This Chicken Jalfrezi recipe is one of the easiest curries to prepare. Traditionally, it is make with leftover meat from a large Sunday roast. I didn’t have any leftovers from my Sunday dinner but I have used cooked chicken to make the curry and cooking method more authentic.
Chicken jalfrezi Trivia (for those who are interest)
It’s origin of this dish goes back to the days of the British Raj. A Buddhist tribe called the Mogs from West Bengal – now part of Bangladesh – found themselves serving the British as household cooks.
Now the British loved their parties and had great feasts complete with large turkeys, beef joints, whole lambs – you name it – if the meat was big, it was served by the Mogs.
It was the Mogs who interpreted and cooked to their employers’ tastes. The British demanded good old English cooking and they got it on a very grand scale!
Picture yourself for a moment in the Mogs’ position and you might see how the chicken jalfrezi was born. The word Jal in Bengali means ‘pungently spicy’ and frezi means ‘stir-fry’.
The weather was often miserably hot and the work conditions were not good. The Mogs had to cook these massive feasts over hot fires in the heat of the afternoon, often without the proper utensils or stoves.
The feasts were so big that there were always left overs and their British employers did not like waste. The Mogs were made to use the leftovers for other – not so elaborate mid-week meals.
They loved this as it gave them a chance to be creative. They added their own spices that the British grew to love and they also stir fried the cooked leftovers quickly so that they could get away from the heat as soon as possible.
That is how this jalfrezi recipe and others like it came to be!
That is what traditional jalfrezi recipe is. It’s a stir-fry that is packed with Bengali spices that is also quick and easy to make.
Following is a jalfrezi recipe I was taught by a chef at my local Indian restaurant. This is not how he prepares it there but it is how it would be prepared at home for his family.
The Chicken Jalfrezi Sauce
Chicken jalfrezi is usually a dry curry as in the photo above. I tend to add about 300ml chicken stock as my family likes saucier curries. It’s a personal thing. If you want a more authentic jalfrezi, the stock out or use less. Whatever you decide to do, be sure to add some fresh sliced onions and chillies just before serving. They are a nice, crispy addition.
Here are more curry house curry favourites you might like to try!
Lamb Rogan Josh
Chicken Chilli Garlic
How to Make a Traditional Indian Chicken Jalfrezi
- 700g cooked chicken - skinned and cut into chunks
- 3 tablespoons vegetable oil or ghee (Indian clarified butter)
- 10 fresh curry leaves (optional but very good)
- 1 tablespoon mustard seeds
- 1 tablespoon cumin seeds
- 1 teaspoon ground coriander
- 1 teaspoon turmeric
- 1 teaspoon chilli powder
- 1 large onions - finely chopped
- 2 tablespoons garlic and ginger paste
- 20 dried garlic flakes (optional)
- 1 carrot - sliced thinly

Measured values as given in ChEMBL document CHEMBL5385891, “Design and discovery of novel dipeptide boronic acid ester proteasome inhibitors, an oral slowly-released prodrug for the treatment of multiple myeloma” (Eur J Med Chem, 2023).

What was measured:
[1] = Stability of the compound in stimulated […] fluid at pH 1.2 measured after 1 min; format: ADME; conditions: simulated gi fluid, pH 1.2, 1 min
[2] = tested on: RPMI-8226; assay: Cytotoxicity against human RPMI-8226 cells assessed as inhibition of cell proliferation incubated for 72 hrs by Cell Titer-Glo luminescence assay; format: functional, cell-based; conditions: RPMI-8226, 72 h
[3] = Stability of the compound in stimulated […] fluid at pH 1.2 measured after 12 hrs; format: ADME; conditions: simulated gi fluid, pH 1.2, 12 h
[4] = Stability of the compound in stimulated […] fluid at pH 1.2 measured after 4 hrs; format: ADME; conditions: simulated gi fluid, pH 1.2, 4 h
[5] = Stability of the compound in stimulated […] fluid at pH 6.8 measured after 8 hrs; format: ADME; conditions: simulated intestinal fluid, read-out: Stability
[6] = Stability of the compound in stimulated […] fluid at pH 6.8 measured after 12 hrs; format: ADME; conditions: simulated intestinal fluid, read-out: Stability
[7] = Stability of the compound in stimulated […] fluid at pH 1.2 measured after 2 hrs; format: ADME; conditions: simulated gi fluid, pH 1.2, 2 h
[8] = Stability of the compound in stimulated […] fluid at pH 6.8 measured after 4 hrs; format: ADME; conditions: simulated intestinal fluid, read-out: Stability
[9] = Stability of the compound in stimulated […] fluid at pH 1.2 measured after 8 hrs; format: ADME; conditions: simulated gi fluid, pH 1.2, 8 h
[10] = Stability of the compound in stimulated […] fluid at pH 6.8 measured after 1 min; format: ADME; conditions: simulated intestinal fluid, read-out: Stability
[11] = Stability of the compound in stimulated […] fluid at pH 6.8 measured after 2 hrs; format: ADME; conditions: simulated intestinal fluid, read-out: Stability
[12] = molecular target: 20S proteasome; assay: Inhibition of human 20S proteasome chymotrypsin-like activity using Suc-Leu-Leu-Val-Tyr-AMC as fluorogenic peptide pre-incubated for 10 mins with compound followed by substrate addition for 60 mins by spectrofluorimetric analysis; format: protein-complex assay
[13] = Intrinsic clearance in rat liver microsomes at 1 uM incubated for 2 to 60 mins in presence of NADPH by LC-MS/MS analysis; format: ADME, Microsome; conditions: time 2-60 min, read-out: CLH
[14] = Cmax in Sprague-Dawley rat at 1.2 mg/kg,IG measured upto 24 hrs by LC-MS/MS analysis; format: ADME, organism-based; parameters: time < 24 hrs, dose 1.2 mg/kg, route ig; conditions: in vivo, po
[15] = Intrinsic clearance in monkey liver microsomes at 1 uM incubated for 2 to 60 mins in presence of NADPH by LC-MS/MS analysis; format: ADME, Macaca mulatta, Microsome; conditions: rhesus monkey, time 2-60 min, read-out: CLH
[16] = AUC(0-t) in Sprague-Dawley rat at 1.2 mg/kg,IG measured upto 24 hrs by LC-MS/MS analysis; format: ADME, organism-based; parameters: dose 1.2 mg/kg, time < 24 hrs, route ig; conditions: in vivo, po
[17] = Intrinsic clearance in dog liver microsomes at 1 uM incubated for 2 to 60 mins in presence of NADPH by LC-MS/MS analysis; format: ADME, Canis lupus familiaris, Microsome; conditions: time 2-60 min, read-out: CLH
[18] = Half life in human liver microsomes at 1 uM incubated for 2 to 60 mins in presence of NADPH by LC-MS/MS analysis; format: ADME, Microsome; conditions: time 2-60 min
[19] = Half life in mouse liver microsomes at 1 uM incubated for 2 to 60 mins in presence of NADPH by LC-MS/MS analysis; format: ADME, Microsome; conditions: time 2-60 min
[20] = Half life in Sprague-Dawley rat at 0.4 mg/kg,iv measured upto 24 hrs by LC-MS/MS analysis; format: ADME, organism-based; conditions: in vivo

- 1 inch piece of ginger - grated
- 1 red onion finely sliced
- 3 green chilli peppers (more or less to taste
- 1 carrot cut into 2mm thick pieces
- 1 green bell pepper cut into strips
- 3 large tomatoes and their juices - diced
- 1 bunch coriander leaves finely chopped
- 2 tablespoons garam masala
- Juice of 2 limes
- salt and pepper to taste
- In a large frying pan or wok, heat the vegetable oil or ghee over high heat.
- Throw in the mustard, curry leaves and cumin seeds. When they begin to pop, add the ground coriander, turmeric and chilli powder. Allow to sizzle for about 20 seconds.
- Now add the onion and fry for about 2 minutes until it is translucent and lightly browned.
- Stir in the garlic and ginger paste followed by the carrots, chilli peppers, garlic flakes (if using) and bell pepper. Fry for about two more minutes.
- Throw in your chicken and chopped tomatoes and cook for about five more minutes. You may need to add a bit of water or chicken stock. The sauce should be thick and not too runny. That is unless you want more sauce. 🙂
- Add the rest of the ingredients and serve immediately with white and/or naans.
Thursday 28th of July 2022
Love this curry and just to chip in to the whole reheat debate we sous vide 90% of our meat (cook at around 65C for ages) portion it and freeze. We also make just the sauces then we freeze them too. When we fancy a curry we take the sauce we want the meat we want and reheat together. That way everyone can choose there own curry combo. It is difficult though when they all taste so good.
Thursday 4th of August 2022
Sous vide for the meat sounds like a great idea! Thanks Dan
Monday 13th of June 2022
Hi, do I cut the Chilli peppers into small pieces and can I use Jalapeno peppers
Tuesday 14th of June 2022
Yes, cut into small pieces and yes use any peppers you have on hand. Thanks Dan
Tuesday 30th of March 2021
H dan, i want to make it vegan , is tha possible? can yo give me some ideas? thanks
Thursday 1st of April 2021
There are quite a lot of vegetables in the jalfrezi so you could just miss out the chicken and it would still be very tasty. Thanks Dan
Wednesday 19th of September 2018
Hi Dan I have chicken breasts do I just cook in the oven ,I love the ingredients
Kind Regards Marion
Wednesday 19th of September 2018
You could fry the chicken or bake it. Either is fine for this recipe. Thank you, Dan
Thursday 5th of April 2018
Great recipes Dan. My question is when you pre cook the chicken, then reheat it, won't it have the tendency to go dry? Similarly,if you make a large batch of the curry and have some left over for the following day, will reheating the whole curry dry out the chicken?
Monday 30th of April 2018
Not at all! That's how it's done at the restaurants. If you are making a lot of curries in this style, you could start cooking the chicken until it is about 90% cooked through. That helps keep some of the moisture in. Not at all necessary but a good touch.